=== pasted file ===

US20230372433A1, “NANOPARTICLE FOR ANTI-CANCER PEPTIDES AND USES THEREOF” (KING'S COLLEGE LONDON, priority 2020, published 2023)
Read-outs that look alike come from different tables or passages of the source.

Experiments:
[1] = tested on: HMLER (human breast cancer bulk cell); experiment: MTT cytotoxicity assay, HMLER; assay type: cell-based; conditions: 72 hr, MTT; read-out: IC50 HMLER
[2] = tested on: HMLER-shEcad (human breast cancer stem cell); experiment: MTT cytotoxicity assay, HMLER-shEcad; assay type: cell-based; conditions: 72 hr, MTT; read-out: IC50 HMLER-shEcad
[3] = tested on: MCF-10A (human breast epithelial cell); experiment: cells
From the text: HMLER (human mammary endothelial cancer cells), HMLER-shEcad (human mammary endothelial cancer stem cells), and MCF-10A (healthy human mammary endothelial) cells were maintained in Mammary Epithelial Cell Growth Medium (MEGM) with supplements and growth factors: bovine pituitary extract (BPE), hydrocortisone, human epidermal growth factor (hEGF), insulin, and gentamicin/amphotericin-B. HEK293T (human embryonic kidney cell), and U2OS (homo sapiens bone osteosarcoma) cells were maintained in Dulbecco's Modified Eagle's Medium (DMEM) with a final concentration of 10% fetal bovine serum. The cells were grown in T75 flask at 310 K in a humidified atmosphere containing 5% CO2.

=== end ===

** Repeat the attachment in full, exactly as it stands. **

US20230372433A1, “NANOPARTICLE FOR ANTI-CANCER PEPTIDES AND USES THEREOF” (KING'S COLLEGE LONDON, priority 2020, published 2023)
Read-outs that look alike come from different tables or passages of the source.

Experiments:
[1] = tested on: HMLER (human breast cancer bulk cell); experiment: MTT cytotoxicity assay, HMLER; assay type: cell-based; conditions: 72 hr, MTT; read-out: IC50 HMLER
[2] = tested on: HMLER-shEcad (human breast cancer stem cell); experiment: MTT cytotoxicity assay, HMLER-shEcad; assay type: cell-based; conditions: 72 hr, MTT; read-out: IC50 HMLER-shEcad
[3] = tested on: MCF-10A (human breast epithelial cell); experiment: cells
From the text: HMLER (human mammary endothelial cancer cells), HMLER-shEcad (human mammary endothelial cancer stem cells), and MCF-10A (healthy human mammary endothelial) cells were maintained in Mammary Epithelial Cell Growth Medium (MEGM) with supplements and growth factors: bovine pituitary extract (BPE), hydrocortisone, human epidermal growth factor (hEGF), insulin, and gentamicin/amphotericin-B. HEK293T (human embryonic kidney cell), and U2OS (homo sapiens bone osteosarcoma) cells were maintained in Dulbecco's Modified Eagle's Medium (DMEM) with a final concentration of 10% fetal bovine serum. The cells were grown in T75 flask at 310 K in a humidified atmosphere containing 5% CO2.